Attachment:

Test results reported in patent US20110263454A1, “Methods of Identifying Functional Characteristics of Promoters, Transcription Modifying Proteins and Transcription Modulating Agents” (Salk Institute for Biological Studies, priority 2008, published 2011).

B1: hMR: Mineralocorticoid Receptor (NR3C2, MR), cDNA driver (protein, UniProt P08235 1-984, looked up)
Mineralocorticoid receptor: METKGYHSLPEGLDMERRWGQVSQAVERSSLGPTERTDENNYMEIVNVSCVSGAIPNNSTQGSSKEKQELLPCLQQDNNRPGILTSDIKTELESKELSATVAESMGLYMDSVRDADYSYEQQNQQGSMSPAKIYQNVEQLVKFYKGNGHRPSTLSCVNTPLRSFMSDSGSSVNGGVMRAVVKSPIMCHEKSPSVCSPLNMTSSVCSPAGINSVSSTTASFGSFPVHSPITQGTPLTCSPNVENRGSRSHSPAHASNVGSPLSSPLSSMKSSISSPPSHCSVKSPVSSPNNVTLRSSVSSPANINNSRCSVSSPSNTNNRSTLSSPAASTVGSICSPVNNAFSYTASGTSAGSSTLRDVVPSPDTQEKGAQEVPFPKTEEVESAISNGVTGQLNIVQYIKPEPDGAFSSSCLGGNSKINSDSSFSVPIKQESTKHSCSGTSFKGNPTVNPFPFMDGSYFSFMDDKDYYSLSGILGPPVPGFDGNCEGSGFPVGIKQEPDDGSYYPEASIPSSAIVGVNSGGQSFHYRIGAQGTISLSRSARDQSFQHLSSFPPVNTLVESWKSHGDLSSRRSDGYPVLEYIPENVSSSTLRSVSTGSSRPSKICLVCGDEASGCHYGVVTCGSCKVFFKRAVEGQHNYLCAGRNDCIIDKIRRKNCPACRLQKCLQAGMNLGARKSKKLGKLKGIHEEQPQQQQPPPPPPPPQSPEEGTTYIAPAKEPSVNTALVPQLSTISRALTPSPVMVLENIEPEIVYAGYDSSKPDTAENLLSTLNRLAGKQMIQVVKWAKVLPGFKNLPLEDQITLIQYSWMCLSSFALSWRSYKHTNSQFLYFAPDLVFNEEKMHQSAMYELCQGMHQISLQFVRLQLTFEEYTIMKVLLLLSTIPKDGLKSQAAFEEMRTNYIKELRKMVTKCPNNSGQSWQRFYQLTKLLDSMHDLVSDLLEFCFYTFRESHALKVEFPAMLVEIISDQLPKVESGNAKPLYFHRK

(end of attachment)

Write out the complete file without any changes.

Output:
Test results reported in patent US20110263454A1, “Methods of Identifying Functional Characteristics of Promoters, Transcription Modifying Proteins and Transcription Modulating Agents” (Salk Institute for Biological Studies, priority 2008, published 2011).

B1: hMR: Mineralocorticoid Receptor (NR3C2, MR), cDNA driver (protein, UniProt P08235 1-984, looked up)
Mineralocorticoid receptor: METKGYHSLPEGLDMERRWGQVSQAVERSSLGPTERTDENNYMEIVNVSCVSGAIPNNSTQGSSKEKQELLPCLQQDNNRPGILTSDIKTELESKELSATVAESMGLYMDSVRDADYSYEQQNQQGSMSPAKIYQNVEQLVKFYKGNGHRPSTLSCVNTPLRSFMSDSGSSVNGGVMRAVVKSPIMCHEKSPSVCSPLNMTSSVCSPAGINSVSSTTASFGSFPVHSPITQGTPLTCSPNVENRGSRSHSPAHASNVGSPLSSPLSSMKSSISSPPSHCSVKSPVSSPNNVTLRSSVSSPANINNSRCSVSSPSNTNNRSTLSSPAASTVGSICSPVNNAFSYTASGTSAGSSTLRDVVPSPDTQEKGAQEVPFPKTEEVESAISNGVTGQLNIVQYIKPEPDGAFSSSCLGGNSKINSDSSFSVPIKQESTKHSCSGTSFKGNPTVNPFPFMDGSYFSFMDDKDYYSLSGILGPPVPGFDGNCEGSGFPVGIKQEPDDGSYYPEASIPSSAIVGVNSGGQSFHYRIGAQGTISLSRSARDQSFQHLSSFPPVNTLVESWKSHGDLSSRRSDGYPVLEYIPENVSSSTLRSVSTGSSRPSKICLVCGDEASGCHYGVVTCGSCKVFFKRAVEGQHNYLCAGRNDCIIDKIRRKNCPACRLQKCLQAGMNLGARKSKKLGKLKGIHEEQPQQQQPPPPPPPPQSPEEGTTYIAPAKEPSVNTALVPQLSTISRALTPSPVMVLENIEPEIVYAGYDSSKPDTAENLLSTLNRLAGKQMIQVVKWAKVLPGFKNLPLEDQITLIQYSWMCLSSFALSWRSYKHTNSQFLYFAPDLVFNEEKMHQSAMYELCQGMHQISLQFVRLQLTFEEYTIMKVLLLLSTIPKDGLKSQAAFEEMRTNYIKELRKMVTKCPNNSGQSWQRFYQLTKLLDSMHDLVSDLLEFCFYTFRESHALKVEFPAMLVEIISDQLPKVESGNAKPLYFHRK